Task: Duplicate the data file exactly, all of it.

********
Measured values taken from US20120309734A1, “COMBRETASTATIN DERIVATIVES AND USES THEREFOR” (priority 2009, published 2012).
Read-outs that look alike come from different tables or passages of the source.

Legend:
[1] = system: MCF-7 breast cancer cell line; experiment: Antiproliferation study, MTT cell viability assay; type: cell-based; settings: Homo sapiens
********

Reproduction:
Measured values taken from US20120309734A1, “COMBRETASTATIN DERIVATIVES AND USES THEREFOR” (priority 2009, published 2012).
Read-outs that look alike come from different tables or passages of the source.

Legend:
[1] = system: MCF-7 breast cancer cell line; experiment: Antiproliferation study, MTT cell viability assay; type: cell-based; settings: Homo sapiens